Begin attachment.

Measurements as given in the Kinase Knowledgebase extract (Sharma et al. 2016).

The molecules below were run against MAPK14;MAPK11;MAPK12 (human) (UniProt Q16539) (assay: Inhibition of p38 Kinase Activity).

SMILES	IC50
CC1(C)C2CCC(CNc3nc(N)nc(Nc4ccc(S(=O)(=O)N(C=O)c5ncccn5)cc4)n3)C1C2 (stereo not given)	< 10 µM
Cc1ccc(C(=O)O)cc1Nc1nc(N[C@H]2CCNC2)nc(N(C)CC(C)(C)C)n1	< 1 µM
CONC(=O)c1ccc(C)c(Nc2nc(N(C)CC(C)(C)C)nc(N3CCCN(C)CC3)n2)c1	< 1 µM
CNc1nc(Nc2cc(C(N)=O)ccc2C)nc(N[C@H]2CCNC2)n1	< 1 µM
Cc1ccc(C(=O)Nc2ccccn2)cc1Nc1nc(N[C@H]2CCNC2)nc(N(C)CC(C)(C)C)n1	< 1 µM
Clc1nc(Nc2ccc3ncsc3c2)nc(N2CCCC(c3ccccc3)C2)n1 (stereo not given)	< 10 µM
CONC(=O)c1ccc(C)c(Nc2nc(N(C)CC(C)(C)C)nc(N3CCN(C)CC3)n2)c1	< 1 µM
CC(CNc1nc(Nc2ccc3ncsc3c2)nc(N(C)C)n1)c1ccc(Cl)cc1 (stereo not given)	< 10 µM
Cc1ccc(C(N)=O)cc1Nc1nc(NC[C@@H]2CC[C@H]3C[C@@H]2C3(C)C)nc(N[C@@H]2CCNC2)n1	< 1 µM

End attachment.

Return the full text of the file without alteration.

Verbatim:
Measurements as given in the Kinase Knowledgebase extract (Sharma et al. 2016).

The molecules below were run against MAPK14;MAPK11;MAPK12 (human) (UniProt Q16539) (assay: Inhibition of p38 Kinase Activity).

SMILES	IC50
CC1(C)C2CCC(CNc3nc(N)nc(Nc4ccc(S(=O)(=O)N(C=O)c5ncccn5)cc4)n3)C1C2 (stereo not given)	< 10 µM
Cc1ccc(C(=O)O)cc1Nc1nc(N[C@H]2CCNC2)nc(N(C)CC(C)(C)C)n1	< 1 µM
CONC(=O)c1ccc(C)c(Nc2nc(N(C)CC(C)(C)C)nc(N3CCCN(C)CC3)n2)c1	< 1 µM
CNc1nc(Nc2cc(C(N)=O)ccc2C)nc(N[C@H]2CCNC2)n1	< 1 µM
Cc1ccc(C(=O)Nc2ccccn2)cc1Nc1nc(N[C@H]2CCNC2)nc(N(C)CC(C)(C)C)n1	< 1 µM
Clc1nc(Nc2ccc3ncsc3c2)nc(N2CCCC(c3ccccc3)C2)n1 (stereo not given)	< 10 µM
CONC(=O)c1ccc(C)c(Nc2nc(N(C)CC(C)(C)C)nc(N3CCN(C)CC3)n2)c1	< 1 µM
CC(CNc1nc(Nc2ccc3ncsc3c2)nc(N(C)C)n1)c1ccc(Cl)cc1 (stereo not given)	< 10 µM
Cc1ccc(C(N)=O)cc1Nc1nc(NC[C@@H]2CC[C@H]3C[C@@H]2C3(C)C)nc(N[C@@H]2CCNC2)n1	< 1 µM